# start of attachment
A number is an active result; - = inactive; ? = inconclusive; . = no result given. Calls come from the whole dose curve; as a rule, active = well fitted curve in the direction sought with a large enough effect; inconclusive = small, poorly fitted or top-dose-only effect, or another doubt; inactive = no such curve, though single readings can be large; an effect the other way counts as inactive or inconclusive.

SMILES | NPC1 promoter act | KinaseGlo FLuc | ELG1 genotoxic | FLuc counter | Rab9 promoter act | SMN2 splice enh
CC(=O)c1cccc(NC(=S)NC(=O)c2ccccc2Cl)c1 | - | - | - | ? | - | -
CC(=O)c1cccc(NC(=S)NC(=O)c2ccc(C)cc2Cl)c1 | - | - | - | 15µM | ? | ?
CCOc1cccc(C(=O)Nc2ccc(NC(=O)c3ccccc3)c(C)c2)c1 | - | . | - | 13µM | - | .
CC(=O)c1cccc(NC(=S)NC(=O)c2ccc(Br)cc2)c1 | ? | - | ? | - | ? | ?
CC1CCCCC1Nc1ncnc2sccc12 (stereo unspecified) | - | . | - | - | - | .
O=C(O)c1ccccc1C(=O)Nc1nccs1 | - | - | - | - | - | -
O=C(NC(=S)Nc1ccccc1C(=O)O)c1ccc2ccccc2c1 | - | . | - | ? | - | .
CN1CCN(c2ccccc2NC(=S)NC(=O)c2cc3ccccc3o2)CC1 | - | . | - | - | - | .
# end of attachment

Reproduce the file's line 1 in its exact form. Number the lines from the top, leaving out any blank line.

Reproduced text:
A number is an active result; - = inactive; ? = inconclusive; . = no result given. Calls come from the whole dose curve; as a rule, active = well fitted curve in the direction sought with a large enough effect; inconclusive = small, poorly fitted or top-dose-only effect, or another doubt; inactive = no such curve, though single readings can be large; an effect the other way counts as inactive or inconclusive.